Palawan, the Philippines’ largest and westernmost province, stretches from Borneo in the southwest to Mindoro in the northeast. Flanked by the Sulu and the South China Seas and surrounded by 1,780 or so smaller islands and islets, the long, thin mainland is divided lengthways by a largely uninhabited mountain range clad with dense, leafy jungle.
Palawan is situated on the Sunda Shelf, an extension of the continental shelf of Southeast Asia, and – unlike the rest of the Philippines – was once part of mainland Asia. The islands were rifted around 32 million years ago and drifted slowly southeastwards to their current position appearing above water between five and ten million years ago. Along the way, Palawan’s limestone was broken up and weathered leaving behind exquisite karst landscapes accompanied by vast networks of underground caves and rivers.
The colours and textures of Palawan are striking – verdant islands fringed by beaches, sprawling mangroves, jagged limestone rocks and coral reefs visible through clear water.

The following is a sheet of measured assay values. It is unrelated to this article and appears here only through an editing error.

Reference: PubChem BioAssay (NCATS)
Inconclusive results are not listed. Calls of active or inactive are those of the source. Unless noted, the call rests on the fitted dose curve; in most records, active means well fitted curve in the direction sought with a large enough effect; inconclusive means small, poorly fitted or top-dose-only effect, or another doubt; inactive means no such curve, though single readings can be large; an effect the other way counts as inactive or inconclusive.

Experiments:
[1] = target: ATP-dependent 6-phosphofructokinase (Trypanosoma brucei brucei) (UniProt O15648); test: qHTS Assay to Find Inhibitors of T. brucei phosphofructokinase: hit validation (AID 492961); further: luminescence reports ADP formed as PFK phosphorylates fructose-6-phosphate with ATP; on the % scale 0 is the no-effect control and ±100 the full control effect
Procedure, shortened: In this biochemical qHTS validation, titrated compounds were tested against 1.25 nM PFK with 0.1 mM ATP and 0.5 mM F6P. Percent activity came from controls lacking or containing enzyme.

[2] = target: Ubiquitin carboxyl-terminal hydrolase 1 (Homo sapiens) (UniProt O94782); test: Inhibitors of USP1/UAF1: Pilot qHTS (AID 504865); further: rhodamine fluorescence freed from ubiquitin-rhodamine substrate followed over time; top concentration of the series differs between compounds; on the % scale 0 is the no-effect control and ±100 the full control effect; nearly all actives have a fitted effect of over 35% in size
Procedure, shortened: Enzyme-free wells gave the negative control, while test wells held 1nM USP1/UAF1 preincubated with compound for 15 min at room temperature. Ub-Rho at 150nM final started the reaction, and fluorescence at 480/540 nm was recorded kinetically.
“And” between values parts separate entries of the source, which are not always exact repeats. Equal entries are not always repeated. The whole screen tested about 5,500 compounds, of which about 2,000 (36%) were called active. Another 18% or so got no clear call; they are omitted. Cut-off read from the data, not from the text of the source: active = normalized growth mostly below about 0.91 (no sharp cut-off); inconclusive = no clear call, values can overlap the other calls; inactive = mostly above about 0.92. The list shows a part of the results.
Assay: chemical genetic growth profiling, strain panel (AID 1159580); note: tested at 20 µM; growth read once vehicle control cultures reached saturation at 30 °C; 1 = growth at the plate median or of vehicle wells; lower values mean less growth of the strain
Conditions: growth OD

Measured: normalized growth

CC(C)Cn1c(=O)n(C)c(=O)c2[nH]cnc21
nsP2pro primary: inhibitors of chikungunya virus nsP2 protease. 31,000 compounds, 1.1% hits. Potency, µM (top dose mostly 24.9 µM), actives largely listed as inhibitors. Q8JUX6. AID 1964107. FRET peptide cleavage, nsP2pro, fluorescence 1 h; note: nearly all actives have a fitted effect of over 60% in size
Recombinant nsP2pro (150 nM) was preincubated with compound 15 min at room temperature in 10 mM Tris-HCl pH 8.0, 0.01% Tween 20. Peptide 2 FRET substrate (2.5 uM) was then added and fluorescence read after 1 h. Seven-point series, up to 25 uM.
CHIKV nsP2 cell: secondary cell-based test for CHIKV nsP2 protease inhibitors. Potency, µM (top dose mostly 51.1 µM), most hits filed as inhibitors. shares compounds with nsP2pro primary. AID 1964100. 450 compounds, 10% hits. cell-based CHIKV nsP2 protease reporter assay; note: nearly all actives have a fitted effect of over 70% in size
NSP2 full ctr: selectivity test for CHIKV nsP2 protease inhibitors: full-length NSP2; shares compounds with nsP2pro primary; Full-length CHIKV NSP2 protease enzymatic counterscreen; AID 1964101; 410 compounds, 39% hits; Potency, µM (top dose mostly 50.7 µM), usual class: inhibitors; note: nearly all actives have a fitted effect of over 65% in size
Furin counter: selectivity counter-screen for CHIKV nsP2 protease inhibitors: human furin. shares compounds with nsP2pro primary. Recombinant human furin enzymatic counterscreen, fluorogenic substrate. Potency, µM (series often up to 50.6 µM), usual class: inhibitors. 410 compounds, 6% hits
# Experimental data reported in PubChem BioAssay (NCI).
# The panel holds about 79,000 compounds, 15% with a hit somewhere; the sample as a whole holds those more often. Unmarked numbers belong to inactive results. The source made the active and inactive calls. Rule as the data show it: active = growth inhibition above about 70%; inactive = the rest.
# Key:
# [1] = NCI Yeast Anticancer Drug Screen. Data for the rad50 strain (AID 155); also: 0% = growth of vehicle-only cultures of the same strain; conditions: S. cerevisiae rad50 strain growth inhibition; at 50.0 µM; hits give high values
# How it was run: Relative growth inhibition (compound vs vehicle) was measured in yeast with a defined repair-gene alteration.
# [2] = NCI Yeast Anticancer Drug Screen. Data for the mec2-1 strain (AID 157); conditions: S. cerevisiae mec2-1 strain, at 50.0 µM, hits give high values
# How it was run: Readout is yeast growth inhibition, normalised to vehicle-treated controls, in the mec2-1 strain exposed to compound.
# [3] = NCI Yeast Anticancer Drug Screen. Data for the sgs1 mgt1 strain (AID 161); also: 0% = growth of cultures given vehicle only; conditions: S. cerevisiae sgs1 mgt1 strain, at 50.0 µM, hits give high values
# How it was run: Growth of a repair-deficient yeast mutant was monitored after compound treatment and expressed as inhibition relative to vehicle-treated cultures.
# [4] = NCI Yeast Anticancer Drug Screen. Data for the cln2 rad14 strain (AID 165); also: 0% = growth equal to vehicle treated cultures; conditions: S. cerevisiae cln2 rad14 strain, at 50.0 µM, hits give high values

The Tabon cave in the south is among the earliest known sites of human habitation in Southeast Asia. Here archaeologists have unearthed evidence of indigenous cultures stretching back over 50,000 years.
THE LAST FRONTIER
Until around a hundred years ago, most Filipinos preferred to stay away from Palawan – it was known for endemic malaria, the Iwahig prison camp and the Culion leper colony. But as populations swelled in other parts of the Philippines, Palawan gained its reputation as a land of promise – for agriculture, fishing and work in the new logging and mining companies.
Over the past 60 years, migrants have flooded to Palawan, increasing the population tenfold and putting unprecedented strains on natural resources. Since 1990, the entire province has been declared a Unesco Biosphere Reserve – a global model for balance between man and nature.
All images © Katherine Jack